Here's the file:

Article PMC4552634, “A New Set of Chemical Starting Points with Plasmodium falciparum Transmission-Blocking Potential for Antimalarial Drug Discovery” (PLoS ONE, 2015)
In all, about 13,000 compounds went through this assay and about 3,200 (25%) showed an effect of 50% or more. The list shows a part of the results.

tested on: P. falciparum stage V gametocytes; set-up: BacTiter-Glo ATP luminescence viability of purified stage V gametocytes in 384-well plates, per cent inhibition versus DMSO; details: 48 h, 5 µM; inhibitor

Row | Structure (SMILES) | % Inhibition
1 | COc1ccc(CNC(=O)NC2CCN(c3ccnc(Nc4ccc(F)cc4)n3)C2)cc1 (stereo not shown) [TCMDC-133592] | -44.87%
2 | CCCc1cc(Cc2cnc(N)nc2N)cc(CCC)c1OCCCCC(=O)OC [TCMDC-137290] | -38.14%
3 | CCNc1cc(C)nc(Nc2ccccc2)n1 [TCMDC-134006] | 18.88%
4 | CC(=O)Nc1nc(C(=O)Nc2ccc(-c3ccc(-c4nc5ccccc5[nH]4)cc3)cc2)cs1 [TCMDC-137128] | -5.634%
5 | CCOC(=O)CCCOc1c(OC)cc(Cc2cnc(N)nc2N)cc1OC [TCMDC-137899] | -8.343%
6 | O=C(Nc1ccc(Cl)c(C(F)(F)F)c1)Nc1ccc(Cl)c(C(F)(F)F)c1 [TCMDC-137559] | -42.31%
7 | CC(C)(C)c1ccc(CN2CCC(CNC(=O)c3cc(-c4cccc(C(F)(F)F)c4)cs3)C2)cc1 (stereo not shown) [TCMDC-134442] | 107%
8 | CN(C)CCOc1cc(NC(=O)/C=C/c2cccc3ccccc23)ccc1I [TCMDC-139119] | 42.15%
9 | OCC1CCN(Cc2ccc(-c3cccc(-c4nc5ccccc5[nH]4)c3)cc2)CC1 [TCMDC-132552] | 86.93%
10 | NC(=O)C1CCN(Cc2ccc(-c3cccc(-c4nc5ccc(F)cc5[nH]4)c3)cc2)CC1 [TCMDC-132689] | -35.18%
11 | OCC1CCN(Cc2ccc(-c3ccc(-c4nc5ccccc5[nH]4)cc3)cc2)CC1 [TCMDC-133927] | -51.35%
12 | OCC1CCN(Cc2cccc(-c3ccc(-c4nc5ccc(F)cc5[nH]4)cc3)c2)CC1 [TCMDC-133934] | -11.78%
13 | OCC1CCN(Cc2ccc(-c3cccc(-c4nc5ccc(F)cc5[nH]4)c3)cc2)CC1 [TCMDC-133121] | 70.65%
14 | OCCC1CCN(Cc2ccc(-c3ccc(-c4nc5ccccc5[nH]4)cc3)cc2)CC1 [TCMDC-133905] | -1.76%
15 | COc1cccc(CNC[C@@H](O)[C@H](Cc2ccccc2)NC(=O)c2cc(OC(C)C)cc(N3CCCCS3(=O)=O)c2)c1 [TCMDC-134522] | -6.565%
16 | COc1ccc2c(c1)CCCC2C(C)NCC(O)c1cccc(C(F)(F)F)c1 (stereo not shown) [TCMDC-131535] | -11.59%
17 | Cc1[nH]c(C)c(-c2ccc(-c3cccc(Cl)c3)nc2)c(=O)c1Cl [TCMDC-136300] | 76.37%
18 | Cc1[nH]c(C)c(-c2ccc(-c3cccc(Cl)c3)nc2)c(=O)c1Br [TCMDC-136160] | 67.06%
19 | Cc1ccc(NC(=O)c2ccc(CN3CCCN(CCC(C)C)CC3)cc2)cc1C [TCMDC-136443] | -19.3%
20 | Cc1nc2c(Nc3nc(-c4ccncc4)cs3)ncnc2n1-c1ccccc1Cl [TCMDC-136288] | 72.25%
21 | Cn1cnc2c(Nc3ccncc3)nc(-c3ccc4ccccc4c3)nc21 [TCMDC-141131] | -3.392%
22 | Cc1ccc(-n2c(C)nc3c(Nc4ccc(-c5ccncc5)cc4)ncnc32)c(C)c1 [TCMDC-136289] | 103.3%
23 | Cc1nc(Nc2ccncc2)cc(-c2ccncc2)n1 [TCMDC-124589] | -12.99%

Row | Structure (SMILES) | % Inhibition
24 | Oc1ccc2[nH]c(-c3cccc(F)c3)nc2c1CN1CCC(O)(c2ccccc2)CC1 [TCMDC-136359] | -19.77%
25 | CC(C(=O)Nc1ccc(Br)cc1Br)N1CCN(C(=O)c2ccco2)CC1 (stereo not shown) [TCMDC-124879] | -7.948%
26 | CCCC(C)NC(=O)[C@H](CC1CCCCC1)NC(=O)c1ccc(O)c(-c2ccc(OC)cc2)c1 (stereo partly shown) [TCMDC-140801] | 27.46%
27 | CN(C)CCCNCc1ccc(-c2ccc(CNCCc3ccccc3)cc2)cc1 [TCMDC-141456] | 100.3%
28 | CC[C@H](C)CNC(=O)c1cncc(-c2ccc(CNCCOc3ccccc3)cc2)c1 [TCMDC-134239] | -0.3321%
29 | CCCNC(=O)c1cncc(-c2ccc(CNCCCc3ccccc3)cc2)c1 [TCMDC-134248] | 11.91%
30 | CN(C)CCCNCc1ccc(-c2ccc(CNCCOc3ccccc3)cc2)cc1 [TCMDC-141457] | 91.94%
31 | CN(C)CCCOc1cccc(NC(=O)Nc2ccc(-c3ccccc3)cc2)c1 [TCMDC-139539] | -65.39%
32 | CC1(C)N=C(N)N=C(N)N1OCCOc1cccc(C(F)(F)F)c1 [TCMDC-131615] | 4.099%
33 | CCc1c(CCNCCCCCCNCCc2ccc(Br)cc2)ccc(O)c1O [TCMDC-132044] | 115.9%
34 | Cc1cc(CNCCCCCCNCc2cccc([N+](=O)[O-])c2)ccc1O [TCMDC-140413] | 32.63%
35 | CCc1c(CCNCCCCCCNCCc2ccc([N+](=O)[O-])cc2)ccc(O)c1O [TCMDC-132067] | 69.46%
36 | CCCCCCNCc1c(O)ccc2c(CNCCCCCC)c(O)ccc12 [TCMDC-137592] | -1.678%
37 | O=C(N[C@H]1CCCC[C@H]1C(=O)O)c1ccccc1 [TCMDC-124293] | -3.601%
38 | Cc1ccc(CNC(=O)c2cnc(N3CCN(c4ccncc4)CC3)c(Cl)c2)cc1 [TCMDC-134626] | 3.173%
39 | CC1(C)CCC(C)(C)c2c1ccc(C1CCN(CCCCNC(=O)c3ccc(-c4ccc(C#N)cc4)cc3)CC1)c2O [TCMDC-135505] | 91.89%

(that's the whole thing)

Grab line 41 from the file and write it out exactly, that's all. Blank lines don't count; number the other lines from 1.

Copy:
36 | CCCCCCNCc1c(O)ccc2c(CNCCCCCC)c(O)ccc12 [TCMDC-137592] | -1.678%